Business Cash Flow Strategy (Video and Worksheet)
How To Develop Your Business Cash Flow Strategy
Welcome to part 7 of our 10 part series, Idea to Income, where I I hop back in the driver seat to discuss developing a business cash flow strategy.
When I begin working with business owners, I find the majority typically have reactive business cash flow. Profit flows into a single account where it is typically used to put out fires and manually fund whatever goal may be top of mind in the moment for the owner.
This video will help you assign purpose to every dollar your company generates so you can start making strategic long-term decisions.
- Four key buckets to use for your business cash flow strategy
- Tips on determining how much you can pay yourself without sacrificing growth
- How to adjust your cash flow percentages based of your North Star
We cover a lot and hope you enjoy our discussion!
Our video provides all of the information. For those of you who prefer to read, please find the most pertinent material below:
Systematize Your Business Cash Flow
Welcome to episode seven. In our last episode, we worked through sales and strategy. At this point in the course, ideally you’re putting that sales strategy to work. You’re bringing in customers. Revenue is growing. You’re excited by all that money that’s hitting your bank account.
But you also face the fear of uncertainty. What do I do with this money?
In this episode, we’re going to work through one of the most important strategies for building and scaling your business.
Getting a grip on your business cash flow.
Let’s make it clear that cash flow is king. Having a handle on your cash flow is really the first significant step you can take towards getting confident with your strategic business decisions. I want to help you with the term “working on your business” as opposed to getting stuck “working in your business”.
A business cash flow strategy allows you to hire, grow, and scale confidently.
What is cash flow?
When it comes to business cash flow, we’re primarily looking at cash from the revenues you’re bringing into the business less cash leaving the business for expenses. What’s leftover is your cash flow.
Most of the business owners that I work with initially, have that uncertainty feeling because they’re reactive with their business cash flow. They’re putting out fires all over the place and it’s really wishful thinking there is some cash left in the bank account at the end. The cash flow framework I will show you assigns a very specific purpose to every dollar your business generates.
Before You Build Your Buckets
Before we jump into the actual bucket breakdown, go back and revisit episode one, where we discussed your 10 year strategy for your business. What revenue are you producing in 10 years? How many employees do you have? Where are your offices located? What type of technology are you using? Having that North Star for your business allows you to answer a lot of the questions around how much money needs to be directed to each bucket. Are you going to be exactly where you expect in 10 years? Likely not. But having that sense of direction is going to allow you to move year over year toward that goal. And it’s going to help answer a lot of these questions that initially might feel overwhelming in isolation.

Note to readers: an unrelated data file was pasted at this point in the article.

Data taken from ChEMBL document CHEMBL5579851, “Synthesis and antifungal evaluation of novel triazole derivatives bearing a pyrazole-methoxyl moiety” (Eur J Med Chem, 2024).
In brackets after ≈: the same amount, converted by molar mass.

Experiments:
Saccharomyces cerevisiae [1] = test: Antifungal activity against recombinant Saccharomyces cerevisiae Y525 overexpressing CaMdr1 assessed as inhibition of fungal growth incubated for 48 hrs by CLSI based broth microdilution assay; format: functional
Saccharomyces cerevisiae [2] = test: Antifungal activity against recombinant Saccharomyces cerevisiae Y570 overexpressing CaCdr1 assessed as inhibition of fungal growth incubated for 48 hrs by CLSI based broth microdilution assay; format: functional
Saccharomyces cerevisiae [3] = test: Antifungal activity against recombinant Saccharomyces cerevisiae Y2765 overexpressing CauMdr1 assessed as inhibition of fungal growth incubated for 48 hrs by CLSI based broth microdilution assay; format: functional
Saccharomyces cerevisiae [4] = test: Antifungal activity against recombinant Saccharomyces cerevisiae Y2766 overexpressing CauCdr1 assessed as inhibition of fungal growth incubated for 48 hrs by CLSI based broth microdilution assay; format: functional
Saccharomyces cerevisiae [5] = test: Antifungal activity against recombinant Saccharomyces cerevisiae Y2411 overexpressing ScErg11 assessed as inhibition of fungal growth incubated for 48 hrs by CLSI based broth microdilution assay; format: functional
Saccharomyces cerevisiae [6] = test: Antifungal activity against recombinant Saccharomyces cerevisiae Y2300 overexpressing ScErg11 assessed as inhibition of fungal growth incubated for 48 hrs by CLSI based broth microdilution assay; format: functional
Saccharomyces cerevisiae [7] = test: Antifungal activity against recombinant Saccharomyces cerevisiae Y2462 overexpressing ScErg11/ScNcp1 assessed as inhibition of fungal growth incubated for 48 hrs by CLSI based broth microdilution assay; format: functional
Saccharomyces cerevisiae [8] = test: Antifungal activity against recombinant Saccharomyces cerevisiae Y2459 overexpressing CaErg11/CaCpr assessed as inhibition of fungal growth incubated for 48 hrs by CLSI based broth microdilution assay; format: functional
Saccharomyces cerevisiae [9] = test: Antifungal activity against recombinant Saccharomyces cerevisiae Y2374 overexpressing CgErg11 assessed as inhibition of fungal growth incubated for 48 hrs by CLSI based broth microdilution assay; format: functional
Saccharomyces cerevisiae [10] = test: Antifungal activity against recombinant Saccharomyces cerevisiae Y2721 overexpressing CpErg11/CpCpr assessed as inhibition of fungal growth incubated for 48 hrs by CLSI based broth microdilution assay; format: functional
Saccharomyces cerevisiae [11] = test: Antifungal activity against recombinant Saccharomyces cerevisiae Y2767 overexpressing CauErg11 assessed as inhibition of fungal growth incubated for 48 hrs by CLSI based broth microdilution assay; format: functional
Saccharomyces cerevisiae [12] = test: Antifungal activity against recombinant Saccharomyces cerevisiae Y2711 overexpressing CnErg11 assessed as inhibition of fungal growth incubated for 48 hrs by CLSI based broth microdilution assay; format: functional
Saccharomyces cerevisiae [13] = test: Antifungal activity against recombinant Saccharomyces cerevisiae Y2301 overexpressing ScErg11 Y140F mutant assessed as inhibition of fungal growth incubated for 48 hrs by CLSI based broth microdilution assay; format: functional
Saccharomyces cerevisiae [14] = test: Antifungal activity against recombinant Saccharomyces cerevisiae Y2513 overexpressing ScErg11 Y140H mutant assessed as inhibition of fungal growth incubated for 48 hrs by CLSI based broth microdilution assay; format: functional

I know we talked about it way back in episode one, but I don’t want you to discount that forward-looking process. Also, this exercise is especially important if you have partners in your business. Make sure you’re both going through this together. If you expect the business to be doing a hundred million dollars in 10 years, but your partner only expects to be doing 40 million, obviously you’re going to be rowing that boat at very different speeds. It’s critical you make sure you’re on the same page and have that same vision for the long-term.
Now that you’ve reassessed where you think the business is going to be in 10 years, let’s bring it back to the buckets and discuss how the buckets help you get there.
What do these buckets look like?
One of the biggest fears amongst business owners that I work with is, “am I taking too much from my business?” And, “can I afford to take this salary without hurting my business, without sacrificing future growth opportunities?” One of the nice things about the bucket framework you’re going to establish is that you’re going to be able to understand how the different buckets factor into each other. Ultimately, that’s going to give you the confidence to allocate cash appropriately without sacrificing other opportunities.
I’ve created a worksheet for you that you can utilize and make your own. We’re going to walk through each of these buckets. Keep in mind this is a higher level framework then I use with clients, but these buckets prove a great place to start.
The first bucket is your salary and wages.
You need to make sure you’re putting some money back into your own pockets. The first step with this bucket is to make sure that the salary you’re taking is appropriate. The second step is to ensure you don’t forget about the taxes you need to send to uncle Sam. A lot of business owners forget that you’re now responsible for taking care of the tax payment on your own. Ideally, you’re working with an accountant to help you through that process, but I recommend establishing a reserve account for those taxes so the payment doesn’t catch you off guard.